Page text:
A study of Earth’s history reveals that our present cool climate with large ice caps at the poles is rare. Most of the time climates were substantially warmer than today.In fact, not so long ago in Earth’s history, temperatures at the poles were so warm that climates on Antarctica and around the Arctic Ocean resembled near-tropical conditions with forests that included palm trees. And yes, this extreme global warmth, as well as the deep freeze of the ice ages, was determined by the level of atmospheric carbon dioxide.
Given our understanding of physics, the factors that drive Earth’s climate, and the history of atmospheric carbon dioxide, we know that the perpetual accumulation of anthropogenic carbon dioxide and other greenhouse gases will promote environmental consequences that range from small to catastrophic, reparable to irreversible. Society will eventually come to terms with the details of these changes and determine those that are acceptable and those that are not. While we work on reversing the reversible, systematic adaptation to progressive environmental change will become a fundamental reality.
The implementation of carbonless energy must occur. Cities and states, motivated by policy incentives, will continue to experiment with new modes of transportation, architecture, and infrastructure. Sound environmental policy, community influence, and citizen involvement will necessitate regionally efficient architectural designs and urban communities. Science and technology sectors must expand, and as a result, economic opportunities in technical fields will become increasingly attractive and lucrative. Encouragement and funding of science and technology will provide the necessary education for entrepreneurs and the future workforce. In lieu of a federal commitment to tackle one of the most far-reaching challenges confronting us, academic institutions must position themselves as hubs for the generational transition required to develop the solutions that lead to a carbonless economy.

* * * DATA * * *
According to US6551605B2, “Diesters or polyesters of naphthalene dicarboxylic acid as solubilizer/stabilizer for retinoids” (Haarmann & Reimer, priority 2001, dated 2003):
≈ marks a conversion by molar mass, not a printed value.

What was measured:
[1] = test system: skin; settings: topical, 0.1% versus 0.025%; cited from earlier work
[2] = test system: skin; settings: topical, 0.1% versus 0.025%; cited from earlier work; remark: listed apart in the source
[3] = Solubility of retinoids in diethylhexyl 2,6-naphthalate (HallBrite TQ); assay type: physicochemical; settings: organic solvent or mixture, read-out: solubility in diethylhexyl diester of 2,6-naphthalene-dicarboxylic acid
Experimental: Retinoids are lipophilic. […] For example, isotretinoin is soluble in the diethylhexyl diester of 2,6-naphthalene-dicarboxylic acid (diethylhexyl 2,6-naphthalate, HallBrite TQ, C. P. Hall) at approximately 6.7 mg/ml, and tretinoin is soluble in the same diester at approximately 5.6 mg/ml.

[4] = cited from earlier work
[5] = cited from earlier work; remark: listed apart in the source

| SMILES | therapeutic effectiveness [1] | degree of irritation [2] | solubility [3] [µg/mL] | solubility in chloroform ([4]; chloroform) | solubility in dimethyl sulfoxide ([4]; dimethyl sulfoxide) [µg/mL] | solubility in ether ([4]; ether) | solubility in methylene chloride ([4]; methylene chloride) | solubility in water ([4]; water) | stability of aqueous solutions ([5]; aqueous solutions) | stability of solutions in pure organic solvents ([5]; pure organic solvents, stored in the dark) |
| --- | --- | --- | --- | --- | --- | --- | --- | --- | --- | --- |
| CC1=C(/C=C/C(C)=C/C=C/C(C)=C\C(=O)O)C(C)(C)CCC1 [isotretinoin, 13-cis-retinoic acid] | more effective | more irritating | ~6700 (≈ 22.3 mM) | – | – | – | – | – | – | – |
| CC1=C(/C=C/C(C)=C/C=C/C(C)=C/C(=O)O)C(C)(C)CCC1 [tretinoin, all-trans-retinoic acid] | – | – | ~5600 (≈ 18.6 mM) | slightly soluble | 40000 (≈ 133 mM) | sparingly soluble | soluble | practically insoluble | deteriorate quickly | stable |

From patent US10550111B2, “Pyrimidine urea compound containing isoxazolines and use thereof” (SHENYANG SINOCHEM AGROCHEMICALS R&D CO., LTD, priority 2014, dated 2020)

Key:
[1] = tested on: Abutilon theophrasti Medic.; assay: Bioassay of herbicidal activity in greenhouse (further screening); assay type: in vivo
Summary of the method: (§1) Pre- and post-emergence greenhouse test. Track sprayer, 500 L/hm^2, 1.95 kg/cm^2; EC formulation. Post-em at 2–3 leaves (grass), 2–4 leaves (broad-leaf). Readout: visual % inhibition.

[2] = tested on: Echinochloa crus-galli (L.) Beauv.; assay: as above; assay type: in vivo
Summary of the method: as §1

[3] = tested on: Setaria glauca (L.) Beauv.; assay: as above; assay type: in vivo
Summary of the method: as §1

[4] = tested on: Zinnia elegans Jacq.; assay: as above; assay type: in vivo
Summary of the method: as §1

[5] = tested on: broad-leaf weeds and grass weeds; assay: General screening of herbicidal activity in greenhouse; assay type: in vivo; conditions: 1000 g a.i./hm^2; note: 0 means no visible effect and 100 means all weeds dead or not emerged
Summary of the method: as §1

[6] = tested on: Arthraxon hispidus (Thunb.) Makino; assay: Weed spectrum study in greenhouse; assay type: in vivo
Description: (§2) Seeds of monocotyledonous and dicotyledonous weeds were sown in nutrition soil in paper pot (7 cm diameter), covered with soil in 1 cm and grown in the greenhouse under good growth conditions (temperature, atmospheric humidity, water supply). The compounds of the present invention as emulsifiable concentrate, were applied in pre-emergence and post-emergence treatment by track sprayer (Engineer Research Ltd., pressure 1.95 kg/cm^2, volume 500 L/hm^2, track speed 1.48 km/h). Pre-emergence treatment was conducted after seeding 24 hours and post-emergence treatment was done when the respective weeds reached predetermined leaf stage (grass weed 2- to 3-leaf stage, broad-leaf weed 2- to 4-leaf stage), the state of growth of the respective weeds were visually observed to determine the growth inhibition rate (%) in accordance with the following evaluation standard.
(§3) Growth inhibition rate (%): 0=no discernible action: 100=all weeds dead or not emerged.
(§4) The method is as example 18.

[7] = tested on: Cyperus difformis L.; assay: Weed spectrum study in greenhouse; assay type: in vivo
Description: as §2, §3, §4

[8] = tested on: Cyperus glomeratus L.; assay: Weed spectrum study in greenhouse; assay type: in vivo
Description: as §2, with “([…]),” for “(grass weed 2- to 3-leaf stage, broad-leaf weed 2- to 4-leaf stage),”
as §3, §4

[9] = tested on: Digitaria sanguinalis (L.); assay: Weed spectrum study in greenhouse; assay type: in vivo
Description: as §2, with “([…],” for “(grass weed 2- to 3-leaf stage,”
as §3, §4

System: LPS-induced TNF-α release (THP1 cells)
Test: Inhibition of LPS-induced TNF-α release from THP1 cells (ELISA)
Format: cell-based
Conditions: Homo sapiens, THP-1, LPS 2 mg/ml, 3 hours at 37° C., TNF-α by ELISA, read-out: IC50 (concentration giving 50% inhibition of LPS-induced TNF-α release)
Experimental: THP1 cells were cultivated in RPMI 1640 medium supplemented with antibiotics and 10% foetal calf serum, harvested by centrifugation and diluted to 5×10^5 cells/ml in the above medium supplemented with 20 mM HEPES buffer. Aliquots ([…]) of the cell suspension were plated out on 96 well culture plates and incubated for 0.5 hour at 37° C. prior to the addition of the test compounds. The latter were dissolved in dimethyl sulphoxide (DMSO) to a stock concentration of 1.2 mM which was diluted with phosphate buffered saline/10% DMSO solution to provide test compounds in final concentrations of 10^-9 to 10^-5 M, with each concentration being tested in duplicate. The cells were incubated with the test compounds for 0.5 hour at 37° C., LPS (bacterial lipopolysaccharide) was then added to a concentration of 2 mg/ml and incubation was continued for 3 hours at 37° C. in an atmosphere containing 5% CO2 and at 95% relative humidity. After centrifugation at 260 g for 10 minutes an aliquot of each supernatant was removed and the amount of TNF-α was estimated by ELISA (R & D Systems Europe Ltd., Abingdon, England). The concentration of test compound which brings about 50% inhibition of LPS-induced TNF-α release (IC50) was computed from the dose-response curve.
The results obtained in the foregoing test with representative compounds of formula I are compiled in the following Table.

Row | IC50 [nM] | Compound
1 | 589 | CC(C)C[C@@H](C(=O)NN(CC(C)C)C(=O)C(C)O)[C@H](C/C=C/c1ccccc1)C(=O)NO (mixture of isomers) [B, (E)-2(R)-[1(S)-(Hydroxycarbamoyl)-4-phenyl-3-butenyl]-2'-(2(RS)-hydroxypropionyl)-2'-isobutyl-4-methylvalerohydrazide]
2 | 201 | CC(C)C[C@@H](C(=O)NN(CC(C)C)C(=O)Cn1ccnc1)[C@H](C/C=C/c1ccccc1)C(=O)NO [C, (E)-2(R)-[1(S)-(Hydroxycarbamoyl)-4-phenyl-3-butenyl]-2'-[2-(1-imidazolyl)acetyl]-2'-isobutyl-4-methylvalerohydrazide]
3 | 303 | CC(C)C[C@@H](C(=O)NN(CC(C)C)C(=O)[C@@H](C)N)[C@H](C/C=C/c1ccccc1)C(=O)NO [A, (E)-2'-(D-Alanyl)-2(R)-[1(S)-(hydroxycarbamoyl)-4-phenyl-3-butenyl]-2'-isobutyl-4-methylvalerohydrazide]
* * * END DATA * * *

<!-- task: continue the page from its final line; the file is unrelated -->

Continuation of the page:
Yale Climate & Energy Institute acts as a hub for climate and energy research and teaching at Yale, while providing resources for faculty and students to pursue new programs and research directions. Nearly one hundred faculty members from more than a dozen departments and schools at Yale have engaged with YCEI in the five years since its founding as a faculty initiative. Some of the returns from that investment in multidisciplinary research in climate and energy science at Yale are featured on this site and in the first issue of our annual newsletter published in the Fall of 2014.
We are motivated to promote and foster new multidisciplinary programs that gather talent, coalitions and collaborations from across Yale and beyond to determine the appropriate and implementable solutions to the problem of climate change. A primary goal is to assure that our emerging leaders from Yale are immersed in the scientific, social, health, and economic complexities of climate and energy in order to provide the necessary governance for the realities we face. We urge the Yale community to become intimately involved with the inevitable transformation of the world.